OERs and Other Strategies for Creating a More Equitable Classroom

Few would argue that the past 18 months in the United States have not been tumultuous. Between the COVID-19 pandemic and continued racial injustices, individuals across the nation, but especially in higher education, are wrestling to define “a new normal.”

As higher education institutions transitioned to online or remote learning last year, student’s economic disparity became increasingly apparent. Some students often did not have access to class materials, high-speed internet connections, or reliable devices for their course work. From physical and psychological standpoints, students experienced food and housing insecurity, job losses, and increased mental health concerns (Lederer et al., 2020).

In response to these disparities, faculty can create more inclusive and equitable learning opportunities to engage learners using the following strategies:

  • Use Open Educational Resources (OER) for course materials as opposed to costly textbooks. OERs “are teaching, learning, and research materials that re either (a) in the public domain or (b) licensed in a manner that provides everyone with free and perpetual permission to engage in the 5R activities(org). A recent study conducted over a 2.5-year period by Achieving the Dream’s OER Degree Initiative found students saved an average of $65 per course that used OERs. Some common OER repositories include MERLOTOER Commons,and OpenStax.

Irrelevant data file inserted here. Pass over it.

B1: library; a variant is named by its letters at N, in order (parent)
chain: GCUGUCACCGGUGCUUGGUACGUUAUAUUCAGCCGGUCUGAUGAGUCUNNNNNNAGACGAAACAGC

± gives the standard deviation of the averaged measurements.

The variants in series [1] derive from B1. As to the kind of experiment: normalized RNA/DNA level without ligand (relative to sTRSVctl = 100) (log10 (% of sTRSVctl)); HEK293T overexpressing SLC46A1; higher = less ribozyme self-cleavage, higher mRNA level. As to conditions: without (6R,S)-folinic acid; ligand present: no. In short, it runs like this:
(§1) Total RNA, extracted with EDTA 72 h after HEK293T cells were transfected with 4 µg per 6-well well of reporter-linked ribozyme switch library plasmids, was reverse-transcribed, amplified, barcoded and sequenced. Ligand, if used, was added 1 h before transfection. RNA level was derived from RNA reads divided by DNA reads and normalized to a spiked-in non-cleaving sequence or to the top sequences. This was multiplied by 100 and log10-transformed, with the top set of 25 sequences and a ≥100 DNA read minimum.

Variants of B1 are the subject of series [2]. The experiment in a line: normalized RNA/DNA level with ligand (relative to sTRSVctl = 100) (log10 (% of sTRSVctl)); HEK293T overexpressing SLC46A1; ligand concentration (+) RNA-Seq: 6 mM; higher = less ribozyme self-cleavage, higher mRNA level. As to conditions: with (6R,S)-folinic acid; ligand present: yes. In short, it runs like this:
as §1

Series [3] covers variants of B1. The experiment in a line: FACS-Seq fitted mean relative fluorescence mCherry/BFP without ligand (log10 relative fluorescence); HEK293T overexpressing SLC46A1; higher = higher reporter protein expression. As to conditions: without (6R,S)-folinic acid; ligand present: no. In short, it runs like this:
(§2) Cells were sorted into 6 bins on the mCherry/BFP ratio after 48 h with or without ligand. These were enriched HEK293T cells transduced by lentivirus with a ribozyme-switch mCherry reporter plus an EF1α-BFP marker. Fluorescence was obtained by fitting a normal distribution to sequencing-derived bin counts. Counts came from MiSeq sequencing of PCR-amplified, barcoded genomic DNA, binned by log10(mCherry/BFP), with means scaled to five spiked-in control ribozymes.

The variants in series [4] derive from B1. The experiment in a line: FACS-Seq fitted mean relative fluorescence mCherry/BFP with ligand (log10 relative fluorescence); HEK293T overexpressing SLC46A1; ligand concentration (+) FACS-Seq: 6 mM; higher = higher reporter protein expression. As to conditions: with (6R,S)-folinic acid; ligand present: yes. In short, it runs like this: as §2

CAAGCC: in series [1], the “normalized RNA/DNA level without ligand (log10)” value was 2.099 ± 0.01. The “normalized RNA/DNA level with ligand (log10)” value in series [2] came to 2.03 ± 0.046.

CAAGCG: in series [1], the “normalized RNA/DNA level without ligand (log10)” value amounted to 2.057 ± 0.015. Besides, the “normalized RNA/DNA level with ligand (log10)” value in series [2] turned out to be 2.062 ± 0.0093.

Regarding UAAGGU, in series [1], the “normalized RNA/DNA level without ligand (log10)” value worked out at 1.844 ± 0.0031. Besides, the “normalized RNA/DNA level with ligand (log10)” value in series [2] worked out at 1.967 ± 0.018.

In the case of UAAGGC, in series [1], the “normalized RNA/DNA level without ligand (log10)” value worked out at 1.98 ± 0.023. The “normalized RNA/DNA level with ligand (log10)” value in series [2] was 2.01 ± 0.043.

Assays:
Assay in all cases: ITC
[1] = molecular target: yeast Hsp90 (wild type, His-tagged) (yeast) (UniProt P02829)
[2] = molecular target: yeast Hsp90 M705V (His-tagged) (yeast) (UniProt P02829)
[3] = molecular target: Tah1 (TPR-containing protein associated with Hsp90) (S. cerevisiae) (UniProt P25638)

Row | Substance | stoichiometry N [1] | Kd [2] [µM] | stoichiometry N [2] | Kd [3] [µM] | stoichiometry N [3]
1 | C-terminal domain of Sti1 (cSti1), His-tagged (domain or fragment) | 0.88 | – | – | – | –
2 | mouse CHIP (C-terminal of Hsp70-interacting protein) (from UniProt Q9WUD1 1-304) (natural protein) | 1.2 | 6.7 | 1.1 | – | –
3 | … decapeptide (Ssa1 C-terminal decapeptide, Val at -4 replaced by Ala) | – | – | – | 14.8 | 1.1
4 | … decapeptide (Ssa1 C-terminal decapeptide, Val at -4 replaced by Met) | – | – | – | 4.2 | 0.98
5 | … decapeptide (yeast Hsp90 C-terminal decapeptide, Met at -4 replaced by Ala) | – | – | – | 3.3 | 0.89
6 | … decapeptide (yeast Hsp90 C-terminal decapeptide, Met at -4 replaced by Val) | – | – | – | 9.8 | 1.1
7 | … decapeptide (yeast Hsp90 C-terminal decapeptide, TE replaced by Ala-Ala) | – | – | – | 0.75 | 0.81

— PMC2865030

• Implement authentic assessments, such as projects, case studies, or portfolios, that allow students to demonstrate their learning over time as opposed to using proctored online exams. Often, proctored online exams rely on special software that requires a webcam and stable, high-speed internet in order to monitor students while they complete an exam; whereas, authentic assessments can simulate application relevant to the workforce and enrich a student’s learning experience.
  • Make synchronous online sessions optional and make a recording of the session available afterward. A recording allows those who cannot attend an opportunity to benefit from the material that was covered and provides all students the ability to access the session for review purposes throughout a course.
  • Provide links to campus resources for students including mental health and counseling centers, accessibility service offices, and campus food banks/pantries.
  • Incorporate course materials from diverse perspectives and authors including individuals from traditionally underrepresented communities (e.g., BIPOC, AAPI, LGBTQIA+, etc.). Research suggests that a strong sense of belonging may improve learning experience and retention of students in online programs (Thomas et al., 2014). Having perspectives and voices reflected in course materials can provide students with that desired sense of belonging.

As Sam Cooke once sang, “a change is gonna come;” faculty and higher education institutions are uniquely positioned to embrace a new era of teaching and learning that fosters equity and inclusion and defines a more just “new normal” for generations to come.